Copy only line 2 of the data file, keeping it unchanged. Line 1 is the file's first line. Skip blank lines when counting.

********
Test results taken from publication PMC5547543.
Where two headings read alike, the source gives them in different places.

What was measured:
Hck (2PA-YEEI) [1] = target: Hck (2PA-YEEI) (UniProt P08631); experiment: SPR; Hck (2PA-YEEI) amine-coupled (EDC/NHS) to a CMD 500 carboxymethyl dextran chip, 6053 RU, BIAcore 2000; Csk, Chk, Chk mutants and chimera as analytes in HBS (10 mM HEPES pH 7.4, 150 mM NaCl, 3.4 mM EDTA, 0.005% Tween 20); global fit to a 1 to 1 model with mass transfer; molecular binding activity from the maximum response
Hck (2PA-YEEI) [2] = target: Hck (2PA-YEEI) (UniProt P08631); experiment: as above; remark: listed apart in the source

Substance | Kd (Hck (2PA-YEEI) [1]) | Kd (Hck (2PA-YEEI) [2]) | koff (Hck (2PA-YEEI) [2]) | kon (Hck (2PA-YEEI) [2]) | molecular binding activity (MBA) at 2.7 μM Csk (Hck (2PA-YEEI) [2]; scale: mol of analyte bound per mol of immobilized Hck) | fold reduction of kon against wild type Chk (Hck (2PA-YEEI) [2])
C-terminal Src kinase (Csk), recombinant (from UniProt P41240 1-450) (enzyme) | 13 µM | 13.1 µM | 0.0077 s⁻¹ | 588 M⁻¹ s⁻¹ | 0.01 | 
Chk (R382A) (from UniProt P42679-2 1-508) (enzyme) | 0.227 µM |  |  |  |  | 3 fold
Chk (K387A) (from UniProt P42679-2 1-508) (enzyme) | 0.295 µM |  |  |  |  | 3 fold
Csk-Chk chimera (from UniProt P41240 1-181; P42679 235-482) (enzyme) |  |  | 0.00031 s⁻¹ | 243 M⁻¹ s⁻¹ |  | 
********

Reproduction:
Where two headings read alike, the source gives them in different places.